`Decoder`

has a monad instance, where `flatMap`

is defined as above and the point operation is defined as:

```
def point(a: A): Decoder[A] = new Decoder[A] {
def decode(b: BitVector): Attempt[DecodeResult[A]] =
Attempt.successful(DecodeResult(a, b))
}
```

`Encoder`

has a contravariant functor instance, defined using the `contramap`

operation from above. It also has a corepresentable instance with `Attempt[BitVector]`

.

`GenCodec`

has a profunctor instance, where `mapfst`

is implemented using `contramap`

and `mapsnd`

is implemented using `map`

.

`Codec`

has an invariant (aka exponential) functor instance, using the `xmap`

operation from above.

Instances for the Scalaz versions of each these type classes are located in the scodec-scalaz module, which is discussed later.

scodec-core defines one additional type class, `Transform`

, which abstracts over the type constructor in the transform operations. It defines a single abstract operation — `exmap`

— and defines concrete versions of `xmap`

, `narrow`

, `widen`

, etc. in terms of `exmap`

. This type class is unlikely to be useful outside of scodec libraries due to the use of `scodec.Err`

. It exists in order to share transform API between `Codec`

and another scodec-core type we’ll see later.

Codecs are typically created by transforming or combining other codecs. However, we can create a codec manually by writing a class that extends `Codec`

and implements `sizeBound`

, `encode`

, and `decode`

.

```
class BitVectorCodec(size: Long) extends Codec[BitVector] {
def sizeBound = SizeBound.exact(size)
def encode(b: BitVector) = {
if (b.size == size) Attempt.successful(b)
else Attempt.failure(Err(s"expected size ${size} but got ${b.size}"))
}
def decode(b: BitVector) = {
val (result, remaining) = b.splitAt(size)
if (result.size != size)
Attempt.failure(new Err.InsufficientBits(size, result.size))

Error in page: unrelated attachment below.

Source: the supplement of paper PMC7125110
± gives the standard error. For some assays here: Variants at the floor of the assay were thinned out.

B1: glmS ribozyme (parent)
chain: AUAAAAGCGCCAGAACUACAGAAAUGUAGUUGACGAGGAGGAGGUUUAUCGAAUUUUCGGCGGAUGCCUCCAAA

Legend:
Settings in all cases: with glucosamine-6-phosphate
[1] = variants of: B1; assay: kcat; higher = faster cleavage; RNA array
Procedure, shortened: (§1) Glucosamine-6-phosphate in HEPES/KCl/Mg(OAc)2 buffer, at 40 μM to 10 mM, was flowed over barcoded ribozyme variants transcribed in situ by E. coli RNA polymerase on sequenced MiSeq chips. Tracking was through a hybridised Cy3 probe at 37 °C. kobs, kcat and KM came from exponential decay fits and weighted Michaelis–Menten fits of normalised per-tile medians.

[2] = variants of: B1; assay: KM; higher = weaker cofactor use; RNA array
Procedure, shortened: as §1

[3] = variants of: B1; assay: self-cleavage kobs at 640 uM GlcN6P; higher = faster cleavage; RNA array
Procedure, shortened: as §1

else Attempt.successful(DecodeResult(result, remaining))
}
}
```

Besides the fundamental types — `Codec`

, `Decoder`

, and `Encoder`

— scodec-core is focused on providing *combinators*. That is, providing ways to combine two or more codecs in to a new codec, or transform a single codec in to another. We’ve seen a few examples of combinators (e.g., `xmap`

) and we’ll see many more.

The combinators exist to make codecs easier to read and write. They promote correctness by allowing a codec to be built from components that are known to be correct. They increase readability by encapsulating boilerplate and wiring logic, leaving the structure of the codec evident. However, it is easy to get distracted by searching for an elegant combinator based codec implementation when a manually authored codec is appropriate. As you work with scodec, you’ll develop an intuition for when to write codecs manually.

The `Codec`

type is the work horse of scodec-core, which combines a `Decoder`

with an `Encoder`

. Codecs can be transformed in a variety of ways — and we’ll see many more ways in later sections. However, we can always fall back to implementing `Codec`

or even `Decoder`

or `Encoder`

directly if a combinator based approach proves inconvenient.

scodec — Core Algebra